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Expert opinion
20 October 2021

ESG: Social gets some airtime in commodities

Agri/Soft Commodities, Infrastructure, Metals and Mining, Other, Power, Renewables
Middle East & Africa, Americas, Asia-Pacific, Europe
Commodities content manager
ESG was at the forefront of the discussion at the TXF Global Commodities event in Geneva. But it wasn’t just climate change and carbon neutrality on people’s minds. The ‘S’ portion of ESG is typically less focused on in the commodities world, despite having interesting implications for portfolio risk, and is gaining prominence.

In the commodities industry, the ‘S’ in ESG (environmental, social and governance) can be overlooked and much less talked about than its ‘E’ and ‘G’ counterparts. This could be because social elements can be more complex to track, due to ESG measures’ reliance on quantitative rather than qualitative data. Or it could be that there is simply not the same level of global pressure for social sustainability than there is for environmental sustainability.

Investors are a big contributor to the pressure for corporates to establish a virtuous ESG strategy. Companies that perform well on ESG are increasingly seen as being less risky, better positioned for the long term and better prepared for uncertainty. ESG policy is no longer born from a sense of doing good but is an integral part of a business’s strategy.

However, consumer pressure holds weight too. At least within the agri sectors, consumers are not just concerned with the environmental sustainability of their food products, but are also interested in the social implications of product origins, such as the wellbeing of the farmer who grew their coffee or cocoa in their chocolate, for example.

The Fairtrade logo is widely recognised in supermarkets. Some brands are taking their social missions a step further, such as the Netherlands’ founded Tony’s Chocoloney, which pays the Living Income Reference Price for all the cocoa it buys and is leading a campaign to put pressure on other big chocolate producers to pay a fair price for their cocoa. This follows news that the government of Cote d'Ivoire announced that its new cocoa farmgate price (the minimum price cocoa buyers have to pay) fell by 18.5% to $1457 mt in the year 2021-22 from the year earlier period.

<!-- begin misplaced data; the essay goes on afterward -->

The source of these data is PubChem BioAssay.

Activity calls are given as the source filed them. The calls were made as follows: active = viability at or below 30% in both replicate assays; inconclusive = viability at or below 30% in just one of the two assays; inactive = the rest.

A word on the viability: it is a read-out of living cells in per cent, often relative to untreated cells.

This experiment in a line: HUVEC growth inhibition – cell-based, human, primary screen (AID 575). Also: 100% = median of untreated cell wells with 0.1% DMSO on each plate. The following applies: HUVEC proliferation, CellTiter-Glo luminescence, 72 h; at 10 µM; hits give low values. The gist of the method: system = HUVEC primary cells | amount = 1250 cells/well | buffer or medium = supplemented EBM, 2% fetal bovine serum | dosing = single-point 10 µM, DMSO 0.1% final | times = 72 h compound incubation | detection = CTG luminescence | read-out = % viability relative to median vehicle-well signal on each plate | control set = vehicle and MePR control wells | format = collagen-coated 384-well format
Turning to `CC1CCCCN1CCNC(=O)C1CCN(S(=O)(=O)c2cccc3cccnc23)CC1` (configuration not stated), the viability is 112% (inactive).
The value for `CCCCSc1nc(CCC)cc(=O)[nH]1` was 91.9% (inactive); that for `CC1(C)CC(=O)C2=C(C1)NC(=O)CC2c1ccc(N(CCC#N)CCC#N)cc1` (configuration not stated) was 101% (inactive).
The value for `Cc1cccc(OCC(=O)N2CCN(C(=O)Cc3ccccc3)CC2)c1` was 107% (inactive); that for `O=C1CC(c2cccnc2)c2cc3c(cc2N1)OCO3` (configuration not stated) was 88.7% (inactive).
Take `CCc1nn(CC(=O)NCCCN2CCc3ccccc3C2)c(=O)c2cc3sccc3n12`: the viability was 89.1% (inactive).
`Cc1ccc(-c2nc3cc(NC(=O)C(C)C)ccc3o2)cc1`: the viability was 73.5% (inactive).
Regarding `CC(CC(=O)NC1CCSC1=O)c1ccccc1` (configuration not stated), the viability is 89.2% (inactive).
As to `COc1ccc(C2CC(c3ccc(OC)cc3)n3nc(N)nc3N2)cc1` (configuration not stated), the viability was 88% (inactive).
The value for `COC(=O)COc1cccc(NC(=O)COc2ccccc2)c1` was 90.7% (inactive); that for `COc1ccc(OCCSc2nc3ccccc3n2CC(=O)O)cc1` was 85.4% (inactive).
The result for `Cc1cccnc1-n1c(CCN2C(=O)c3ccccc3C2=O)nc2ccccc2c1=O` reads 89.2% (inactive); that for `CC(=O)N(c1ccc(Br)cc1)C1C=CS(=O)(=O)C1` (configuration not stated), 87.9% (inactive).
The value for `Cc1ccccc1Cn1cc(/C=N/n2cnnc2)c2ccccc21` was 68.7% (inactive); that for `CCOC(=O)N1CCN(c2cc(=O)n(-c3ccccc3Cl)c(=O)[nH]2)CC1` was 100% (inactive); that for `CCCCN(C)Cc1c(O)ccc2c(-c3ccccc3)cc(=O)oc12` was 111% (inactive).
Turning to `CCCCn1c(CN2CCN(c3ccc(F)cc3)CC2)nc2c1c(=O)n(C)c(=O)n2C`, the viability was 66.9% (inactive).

Consumer pressure on the ‘S’ in energy and metals/mining isn’t quite there

Although end-consumers have shown an interest in the social missions behind agri products, this same onus has not trickled into the energy and metals and mining sectors to the same extent, despite there being multiple social issues associated with the upstream supply chains in these sectors.

There has been some improvement in consumer awareness in these sectors, albeit not social. Speaking at TXF Global Commodities, Gunvor’s group head HSEC, Elsa Pernot, pointed out that consumers are becoming increasingly interested in the type of energy that powers their homes, with a preference for renewables. Evidently, consumer pressure has, and continues to, evolve.